Swenson-Wright, John, The World Today
The Japanese economy is in trouble, its political world leaderless. The United States, Tokyo's main strategic and trading partner, is promoting new policies for the region: China is seen as a strategic competitor, peace between the Koreas is now on the back burner. Can Japan deflect the inevitable tensions with Its own regional vision?
THE COLLISION BETWEEN A US nuclear submarine and the Japanese fishing vessel, Ehime Mani, in February and the loss of nine out of the ship's thirty-five passengers and crew, has provoked a storm of press coverage in Japan - much of it critical of the United States. Senior Japanese officials have expressed concern and there has been widespread public discontent If the pattern of earlier crises, such as the rape of a twelve year-old Okinawan school girl by US marines in 1995 is followed, then a rift, or at least weakening of relations between Washington and Tokyo is likely.
Coupled with the leadership crisis over the departure of Prime Minister Yoshiro Mori and the government's apparently persistent inability to address economic short-comings, one could be forgiven for thinking that Japan is, at best, a `reactive state; vulnerable to being thrown of course by short-term crises, hopelessly ill-suited to the challenge oflong-term strategic planning and unable to think constructively about future priorities.
While there is no mistaking the challenge that Japan faces on the economic front, this pessimistic outlook is arguably less valid where the country's foreign and security policies are concerned. Since the end of the Cold War, and particularly from the mid 1990s, Japan has increasingly, although gradually, come to realise the need for a more realist-style of diplomacy. Successive governments have moved from the pattern - dominant since the 1960s - of prioritising economic interests, towards a more expansive and traditional style of foreign policy in which political and security considerations increasingly are centre-stage. In the process there has been a weakening of the traditional constraints on the use of military force, that prevented Japan from translating its past economic clout into political influence.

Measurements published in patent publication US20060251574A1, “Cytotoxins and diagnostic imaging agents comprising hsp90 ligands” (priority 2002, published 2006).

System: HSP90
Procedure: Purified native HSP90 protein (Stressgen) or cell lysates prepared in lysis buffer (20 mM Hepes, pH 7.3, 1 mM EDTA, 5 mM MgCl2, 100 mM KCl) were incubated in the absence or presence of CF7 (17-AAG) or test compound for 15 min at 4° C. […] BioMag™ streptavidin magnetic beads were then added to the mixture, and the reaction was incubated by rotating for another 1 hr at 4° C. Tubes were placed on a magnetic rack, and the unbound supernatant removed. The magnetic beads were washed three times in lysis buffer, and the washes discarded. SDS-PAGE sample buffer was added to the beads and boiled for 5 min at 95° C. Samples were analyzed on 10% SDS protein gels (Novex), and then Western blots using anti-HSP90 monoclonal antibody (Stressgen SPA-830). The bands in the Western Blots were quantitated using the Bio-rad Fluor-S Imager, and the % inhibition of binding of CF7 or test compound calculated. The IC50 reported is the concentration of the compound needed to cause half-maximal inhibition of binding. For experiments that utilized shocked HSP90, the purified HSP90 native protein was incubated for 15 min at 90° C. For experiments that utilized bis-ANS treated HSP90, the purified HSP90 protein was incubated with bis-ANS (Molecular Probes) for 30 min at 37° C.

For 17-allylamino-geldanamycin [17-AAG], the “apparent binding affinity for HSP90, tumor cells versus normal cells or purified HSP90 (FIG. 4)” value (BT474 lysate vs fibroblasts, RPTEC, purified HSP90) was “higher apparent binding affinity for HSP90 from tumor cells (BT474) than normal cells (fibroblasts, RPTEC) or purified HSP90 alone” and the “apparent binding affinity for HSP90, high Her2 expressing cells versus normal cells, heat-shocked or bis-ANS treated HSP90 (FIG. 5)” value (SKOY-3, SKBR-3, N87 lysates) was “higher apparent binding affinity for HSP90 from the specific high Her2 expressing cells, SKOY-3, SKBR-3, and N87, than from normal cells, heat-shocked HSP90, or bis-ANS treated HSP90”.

The critical catalyst for change was, arguably, the Gulf War of 1991 which exposed the decision-making deficiencies of the Japanese government. The 1992 Peace Co-operation Bill enabled Japan's Self Defense Forces to participate in a broader range of UN peacekeeping, albeit under very stringent conditions.
At the same time, the unexpected temporary loss of power by the ruling Liberal Democratic Party (LDP) in 1993 heralded a major shift in political allegiances. This realignment of forces was symbolised by the emergence of new rightof-centre parties rather than an overall decline in support for the conservative camp. Most significantly, the Japan Socialist Party was prompted to abandon its traditional opposition to the security relationship with the US and to accept the constitutional legitimacy of the Emperor and the Self-Defense Forces. This was critically important in breaking the ideological log-jam that had constrained foreign and security options for much of the post-1945 period. Although the LDP regained power in 1998, subsequent administrations have continued to move towards open, well-defined and coherent security initiatives.
They have been under pressure to reexamine aspects of Japan's bilateral relations - most notably with the United States, China and the two Koreas. Policymakers frequently now approach security from a broad perspective including environmental, migration and energy considerations. A striking feature of this has been the tendency of the bilateral and multilateral aspects of security policy to develop simultaneously.
Washington's new Republican administration and the return of familiar faces, including a number of prominent and knowledgeable Japan hands, has been broadly welcomed in Japan. …